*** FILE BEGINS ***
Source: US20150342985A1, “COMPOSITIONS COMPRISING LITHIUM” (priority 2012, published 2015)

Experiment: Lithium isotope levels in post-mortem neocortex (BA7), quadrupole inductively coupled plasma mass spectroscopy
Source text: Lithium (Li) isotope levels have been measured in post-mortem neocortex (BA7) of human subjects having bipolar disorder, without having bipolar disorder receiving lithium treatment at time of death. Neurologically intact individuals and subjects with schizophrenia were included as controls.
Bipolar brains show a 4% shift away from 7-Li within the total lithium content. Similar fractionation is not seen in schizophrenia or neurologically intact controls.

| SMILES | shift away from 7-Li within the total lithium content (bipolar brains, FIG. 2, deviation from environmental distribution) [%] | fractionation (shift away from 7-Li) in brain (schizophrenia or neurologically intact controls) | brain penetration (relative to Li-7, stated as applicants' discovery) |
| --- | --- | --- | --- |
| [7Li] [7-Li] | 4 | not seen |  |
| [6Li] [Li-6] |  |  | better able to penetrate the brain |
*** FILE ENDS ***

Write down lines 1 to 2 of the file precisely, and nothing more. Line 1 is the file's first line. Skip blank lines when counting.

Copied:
Source: US20150342985A1, “COMPOSITIONS COMPRISING LITHIUM” (priority 2012, published 2015)

Experiment: Lithium isotope levels in post-mortem neocortex (BA7), quadrupole inductively coupled plasma mass spectroscopy